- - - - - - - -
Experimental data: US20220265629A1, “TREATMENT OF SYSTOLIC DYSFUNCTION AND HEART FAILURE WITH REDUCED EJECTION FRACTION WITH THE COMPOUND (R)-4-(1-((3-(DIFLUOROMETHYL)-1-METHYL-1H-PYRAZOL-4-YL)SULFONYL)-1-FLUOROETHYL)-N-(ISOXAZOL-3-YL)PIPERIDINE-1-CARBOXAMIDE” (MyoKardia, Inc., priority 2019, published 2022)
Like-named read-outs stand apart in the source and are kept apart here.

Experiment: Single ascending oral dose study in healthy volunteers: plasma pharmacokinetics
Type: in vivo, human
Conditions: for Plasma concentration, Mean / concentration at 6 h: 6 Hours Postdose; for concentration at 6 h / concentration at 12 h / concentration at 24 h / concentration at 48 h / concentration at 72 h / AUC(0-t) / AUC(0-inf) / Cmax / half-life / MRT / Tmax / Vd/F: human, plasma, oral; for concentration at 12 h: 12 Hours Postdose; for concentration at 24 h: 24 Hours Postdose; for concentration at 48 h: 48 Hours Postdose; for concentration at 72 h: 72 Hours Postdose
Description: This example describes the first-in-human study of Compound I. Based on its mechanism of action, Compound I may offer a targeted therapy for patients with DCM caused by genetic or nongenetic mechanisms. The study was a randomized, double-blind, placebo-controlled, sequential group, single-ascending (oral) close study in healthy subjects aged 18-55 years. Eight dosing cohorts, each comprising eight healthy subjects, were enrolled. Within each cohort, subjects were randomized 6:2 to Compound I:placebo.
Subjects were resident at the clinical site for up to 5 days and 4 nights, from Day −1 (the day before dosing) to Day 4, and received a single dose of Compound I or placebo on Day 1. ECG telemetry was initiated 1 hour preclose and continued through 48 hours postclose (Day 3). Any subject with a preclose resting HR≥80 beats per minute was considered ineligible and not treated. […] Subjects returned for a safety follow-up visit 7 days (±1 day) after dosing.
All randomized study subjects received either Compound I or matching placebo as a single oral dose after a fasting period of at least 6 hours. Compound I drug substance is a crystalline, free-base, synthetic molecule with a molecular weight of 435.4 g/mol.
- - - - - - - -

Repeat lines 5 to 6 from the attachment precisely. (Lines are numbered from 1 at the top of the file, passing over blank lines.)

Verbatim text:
Conditions: for Plasma concentration, Mean / concentration at 6 h: 6 Hours Postdose; for concentration at 6 h / concentration at 12 h / concentration at 24 h / concentration at 48 h / concentration at 72 h / AUC(0-t) / AUC(0-inf) / Cmax / half-life / MRT / Tmax / Vd/F: human, plasma, oral; for concentration at 12 h: 12 Hours Postdose; for concentration at 24 h: 24 Hours Postdose; for concentration at 48 h: 48 Hours Postdose; for concentration at 72 h: 72 Hours Postdose
Description: This example describes the first-in-human study of Compound I. Based on its mechanism of action, Compound I may offer a targeted therapy for patients with DCM caused by genetic or nongenetic mechanisms. The study was a randomized, double-blind, placebo-controlled, sequential group, single-ascending (oral) close study in healthy subjects aged 18-55 years. Eight dosing cohorts, each comprising eight healthy subjects, were enrolled. Within each cohort, subjects were randomized 6:2 to Compound I:placebo.